Recently I began teaching yoga to inner-city middle school kids four days a week with Higher Achievment (HA), a DC-based enrichment program that prepares middle school kids from underserved backgrounds to pursue college education. When I took on this assignment, I must say I was anxious.
I’d been apprentice teaching children’s yoga for some time now, but usually in more priveledged elementary school classrooms. Teaching kids was difficult at first. Any sign of fear or weakness, the kids sniffed it out and ate me alive.
Now here I was not only going back into middle school – the time in our lives most of us want to forget – but working in one of the nation’s most notorious school districts with kids who may, as my mentor Edie cautioned me, perceive me as “a skinny white girl from a well-to-do background” and resent me. I recalled scenes from the HBO series The Wire that ventured into Baltimore schools where teachers struggled to prevent violent outbreaks in the classroom, let alone get through a lesson plan.
I went into the program prepared for battle, conjuring up my best no-nonsense gym teacher persona, ready to establish my authority. I was pleasantly surprised however to see how eager my kids were to show off what they already knew about yoga and learn more. They also took well to responsibility- never had to tell them more than once to roll up their mats and place them away neatly after class.
Following the pillars of the HA curriculum, I pushed my kids to find their power and their voice as leaders in their community. It started first with asking them to demonstrate postures and lead their classmates in how to get there. Then I started teaching them sun salutations and prompted them to lead their classmates through the sequences. “Stand tall and proud,” I instructed, “and speak from your belly.”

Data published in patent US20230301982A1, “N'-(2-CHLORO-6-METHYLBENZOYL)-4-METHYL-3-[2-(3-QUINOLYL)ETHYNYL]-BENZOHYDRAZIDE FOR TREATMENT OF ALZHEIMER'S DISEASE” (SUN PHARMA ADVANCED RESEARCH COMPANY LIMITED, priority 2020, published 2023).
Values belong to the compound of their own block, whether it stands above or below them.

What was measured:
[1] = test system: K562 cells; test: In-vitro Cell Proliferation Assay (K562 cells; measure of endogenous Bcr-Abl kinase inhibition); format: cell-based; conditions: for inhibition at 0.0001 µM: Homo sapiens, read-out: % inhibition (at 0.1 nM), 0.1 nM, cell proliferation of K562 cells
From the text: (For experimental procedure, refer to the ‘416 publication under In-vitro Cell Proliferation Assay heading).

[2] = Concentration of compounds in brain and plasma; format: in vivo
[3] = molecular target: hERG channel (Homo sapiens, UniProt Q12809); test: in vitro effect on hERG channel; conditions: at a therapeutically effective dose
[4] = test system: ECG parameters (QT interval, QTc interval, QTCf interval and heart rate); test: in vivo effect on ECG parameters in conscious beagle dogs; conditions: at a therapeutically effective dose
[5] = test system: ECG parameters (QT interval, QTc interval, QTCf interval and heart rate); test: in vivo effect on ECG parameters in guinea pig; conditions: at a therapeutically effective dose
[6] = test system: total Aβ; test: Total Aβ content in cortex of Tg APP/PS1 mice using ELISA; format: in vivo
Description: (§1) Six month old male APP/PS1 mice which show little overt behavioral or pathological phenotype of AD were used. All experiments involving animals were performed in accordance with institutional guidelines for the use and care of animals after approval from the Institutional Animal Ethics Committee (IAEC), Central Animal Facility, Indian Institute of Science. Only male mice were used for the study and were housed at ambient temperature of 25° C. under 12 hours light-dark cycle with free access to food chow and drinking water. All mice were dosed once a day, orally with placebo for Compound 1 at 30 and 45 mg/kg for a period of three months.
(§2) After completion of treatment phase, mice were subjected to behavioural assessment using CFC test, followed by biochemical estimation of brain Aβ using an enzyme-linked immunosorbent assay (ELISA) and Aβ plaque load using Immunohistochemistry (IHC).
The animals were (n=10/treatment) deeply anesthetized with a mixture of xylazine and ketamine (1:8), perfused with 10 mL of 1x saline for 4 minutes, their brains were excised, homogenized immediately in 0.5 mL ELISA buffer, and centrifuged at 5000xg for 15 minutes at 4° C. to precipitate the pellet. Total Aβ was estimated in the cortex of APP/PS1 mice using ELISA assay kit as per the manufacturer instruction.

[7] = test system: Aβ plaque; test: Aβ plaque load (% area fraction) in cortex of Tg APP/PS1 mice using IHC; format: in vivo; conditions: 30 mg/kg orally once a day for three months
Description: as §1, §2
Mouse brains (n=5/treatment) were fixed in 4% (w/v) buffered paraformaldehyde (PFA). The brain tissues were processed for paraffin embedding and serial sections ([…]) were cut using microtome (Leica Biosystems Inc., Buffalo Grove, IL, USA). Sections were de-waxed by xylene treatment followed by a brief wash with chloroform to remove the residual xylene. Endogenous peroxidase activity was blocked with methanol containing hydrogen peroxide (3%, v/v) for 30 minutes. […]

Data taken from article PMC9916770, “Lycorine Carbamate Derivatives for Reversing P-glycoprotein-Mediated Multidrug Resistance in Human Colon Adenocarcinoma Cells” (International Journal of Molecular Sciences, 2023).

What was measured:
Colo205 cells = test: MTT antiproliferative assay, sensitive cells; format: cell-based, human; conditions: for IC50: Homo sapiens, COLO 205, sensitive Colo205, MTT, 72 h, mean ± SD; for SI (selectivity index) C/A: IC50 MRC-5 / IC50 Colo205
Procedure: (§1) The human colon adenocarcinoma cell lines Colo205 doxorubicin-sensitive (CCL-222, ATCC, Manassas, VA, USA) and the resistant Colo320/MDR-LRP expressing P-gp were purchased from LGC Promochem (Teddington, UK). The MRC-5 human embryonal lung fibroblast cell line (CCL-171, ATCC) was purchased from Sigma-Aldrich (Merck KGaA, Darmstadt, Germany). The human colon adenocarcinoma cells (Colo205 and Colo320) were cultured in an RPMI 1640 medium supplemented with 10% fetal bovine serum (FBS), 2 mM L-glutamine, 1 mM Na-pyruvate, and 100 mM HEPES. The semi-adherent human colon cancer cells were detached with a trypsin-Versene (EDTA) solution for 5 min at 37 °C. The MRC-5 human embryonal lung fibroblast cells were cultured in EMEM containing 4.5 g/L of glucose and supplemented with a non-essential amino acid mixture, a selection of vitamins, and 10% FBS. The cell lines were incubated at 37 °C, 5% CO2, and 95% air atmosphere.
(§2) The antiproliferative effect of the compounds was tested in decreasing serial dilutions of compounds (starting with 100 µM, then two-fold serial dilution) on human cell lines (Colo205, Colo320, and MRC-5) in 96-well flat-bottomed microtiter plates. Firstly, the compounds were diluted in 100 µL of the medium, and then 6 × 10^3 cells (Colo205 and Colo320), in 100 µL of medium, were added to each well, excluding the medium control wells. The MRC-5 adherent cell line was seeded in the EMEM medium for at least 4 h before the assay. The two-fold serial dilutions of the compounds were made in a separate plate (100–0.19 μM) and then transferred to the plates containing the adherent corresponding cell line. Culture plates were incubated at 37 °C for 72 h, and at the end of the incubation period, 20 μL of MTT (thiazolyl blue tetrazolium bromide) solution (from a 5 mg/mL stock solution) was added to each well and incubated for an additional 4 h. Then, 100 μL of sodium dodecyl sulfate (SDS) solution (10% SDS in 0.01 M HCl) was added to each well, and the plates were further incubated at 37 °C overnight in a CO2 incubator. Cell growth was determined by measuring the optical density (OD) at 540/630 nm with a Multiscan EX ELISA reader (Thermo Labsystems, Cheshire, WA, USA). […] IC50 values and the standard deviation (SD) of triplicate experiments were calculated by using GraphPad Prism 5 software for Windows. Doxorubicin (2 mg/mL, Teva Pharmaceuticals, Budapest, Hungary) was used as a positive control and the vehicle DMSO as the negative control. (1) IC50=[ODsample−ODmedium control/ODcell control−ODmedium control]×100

It was during these exercises that I realized how shy my kids truly were. Typically, the kids would have no problem finding their voice as they snickered or rabble-roused in the background while I or another student was speaking. But these same kids who were wise-asses and whiners on the sidelines, when given the floor and asked to lead activities, would shrink into themselves, whispering instructions under their breath, and second-guessing their authority.
It was baffling to me, but ultimately, I knew the pattern all too well. When I was at my corporate job, it was easy for me to bitch about office policies that made no sense, or the lack of upward mobility, or any other common workplace grievance. Now I am self-employed and I find myself failing to step up to the challenges of establishing my own business- shy to get myself out there as an authority on issues of health and wellness and frustrated with new media marketing. Now that I have the floor with the mike on, I find myself throwing blocks in my own way, second-guessing and shrinking away when I feel challenged and overwhelmed.
In that way I find myself honoring my kids, knowing that we’re on this path to self-realization together. While I empower them to be leaders in their communities, I am inspired to step up to challenges in my own life.
That said, I am finally pursuing my website makeover by contracting it out, teaching more visibly at my home studio Flow Yoga Center, and slowly befriending new media. Stay tuned for these updates and more. Until then,
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